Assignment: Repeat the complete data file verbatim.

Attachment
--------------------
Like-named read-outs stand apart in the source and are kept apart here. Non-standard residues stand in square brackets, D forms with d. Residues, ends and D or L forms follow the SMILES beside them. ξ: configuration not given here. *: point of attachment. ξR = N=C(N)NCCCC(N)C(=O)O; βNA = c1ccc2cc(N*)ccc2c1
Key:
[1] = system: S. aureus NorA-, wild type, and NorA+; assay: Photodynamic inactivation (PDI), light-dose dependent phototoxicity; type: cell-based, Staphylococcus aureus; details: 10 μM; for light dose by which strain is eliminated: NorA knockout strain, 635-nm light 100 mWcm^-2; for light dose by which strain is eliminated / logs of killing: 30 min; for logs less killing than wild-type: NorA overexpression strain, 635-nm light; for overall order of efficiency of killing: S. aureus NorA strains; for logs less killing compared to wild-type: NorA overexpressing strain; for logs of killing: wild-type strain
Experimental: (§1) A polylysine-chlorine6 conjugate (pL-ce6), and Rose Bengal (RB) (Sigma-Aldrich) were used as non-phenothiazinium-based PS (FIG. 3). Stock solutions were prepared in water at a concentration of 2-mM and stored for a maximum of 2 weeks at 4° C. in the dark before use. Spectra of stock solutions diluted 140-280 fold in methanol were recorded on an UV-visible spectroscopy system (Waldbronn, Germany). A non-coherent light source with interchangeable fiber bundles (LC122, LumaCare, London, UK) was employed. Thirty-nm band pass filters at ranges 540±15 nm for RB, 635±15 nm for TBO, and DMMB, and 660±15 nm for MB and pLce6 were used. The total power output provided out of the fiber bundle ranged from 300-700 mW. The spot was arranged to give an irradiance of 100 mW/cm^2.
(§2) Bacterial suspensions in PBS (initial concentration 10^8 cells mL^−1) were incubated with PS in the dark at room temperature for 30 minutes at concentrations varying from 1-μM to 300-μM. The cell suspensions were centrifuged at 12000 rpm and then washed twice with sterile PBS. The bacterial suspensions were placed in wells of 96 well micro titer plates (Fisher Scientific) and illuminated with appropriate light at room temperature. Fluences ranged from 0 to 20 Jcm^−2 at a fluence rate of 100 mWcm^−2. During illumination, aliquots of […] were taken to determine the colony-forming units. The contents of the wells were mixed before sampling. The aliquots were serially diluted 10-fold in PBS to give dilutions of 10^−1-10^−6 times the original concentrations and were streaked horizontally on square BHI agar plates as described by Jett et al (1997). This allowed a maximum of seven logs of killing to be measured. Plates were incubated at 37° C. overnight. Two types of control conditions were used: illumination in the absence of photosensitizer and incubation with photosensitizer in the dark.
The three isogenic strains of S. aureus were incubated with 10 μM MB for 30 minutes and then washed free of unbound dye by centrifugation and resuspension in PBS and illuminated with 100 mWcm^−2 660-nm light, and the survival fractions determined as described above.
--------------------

Like-named read-outs stand apart in the source and are kept apart here. Non-standard residues stand in square brackets, D forms with d. Residues, ends and D or L forms follow the SMILES beside them. ξ: configuration not given here. *: point of attachment. ξR = N=C(N)NCCCC(N)C(=O)O; βNA = c1ccc2cc(N*)ccc2c1
Key:
[1] = system: S. aureus NorA-, wild type, and NorA+; assay: Photodynamic inactivation (PDI), light-dose dependent phototoxicity; type: cell-based, Staphylococcus aureus; details: 10 μM; for light dose by which strain is eliminated: NorA knockout strain, 635-nm light 100 mWcm^-2; for light dose by which strain is eliminated / logs of killing: 30 min; for logs less killing than wild-type: NorA overexpression strain, 635-nm light; for overall order of efficiency of killing: S. aureus NorA strains; for logs less killing compared to wild-type: NorA overexpressing strain; for logs of killing: wild-type strain
Experimental: (§1) A polylysine-chlorine6 conjugate (pL-ce6), and Rose Bengal (RB) (Sigma-Aldrich) were used as non-phenothiazinium-based PS (FIG. 3). Stock solutions were prepared in water at a concentration of 2-mM and stored for a maximum of 2 weeks at 4° C. in the dark before use. Spectra of stock solutions diluted 140-280 fold in methanol were recorded on an UV-visible spectroscopy system (Waldbronn, Germany). A non-coherent light source with interchangeable fiber bundles (LC122, LumaCare, London, UK) was employed. Thirty-nm band pass filters at ranges 540±15 nm for RB, 635±15 nm for TBO, and DMMB, and 660±15 nm for MB and pLce6 were used. The total power output provided out of the fiber bundle ranged from 300-700 mW. The spot was arranged to give an irradiance of 100 mW/cm^2.
(§2) Bacterial suspensions in PBS (initial concentration 10^8 cells mL^−1) were incubated with PS in the dark at room temperature for 30 minutes at concentrations varying from 1-μM to 300-μM. The cell suspensions were centrifuged at 12000 rpm and then washed twice with sterile PBS. The bacterial suspensions were placed in wells of 96 well micro titer plates (Fisher Scientific) and illuminated with appropriate light at room temperature. Fluences ranged from 0 to 20 Jcm^−2 at a fluence rate of 100 mWcm^−2. During illumination, aliquots of […] were taken to determine the colony-forming units. The contents of the wells were mixed before sampling. The aliquots were serially diluted 10-fold in PBS to give dilutions of 10^−1-10^−6 times the original concentrations and were streaked horizontally on square BHI agar plates as described by Jett et al (1997). This allowed a maximum of seven logs of killing to be measured. Plates were incubated at 37° C. overnight. Two types of control conditions were used: illumination in the absence of photosensitizer and incubation with photosensitizer in the dark.
The three isogenic strains of S. aureus were incubated with 10 μM MB for 30 minutes and then washed free of unbound dye by centrifugation and resuspension in PBS and illuminated with 100 mWcm^−2 660-nm light, and the survival fractions determined as described above.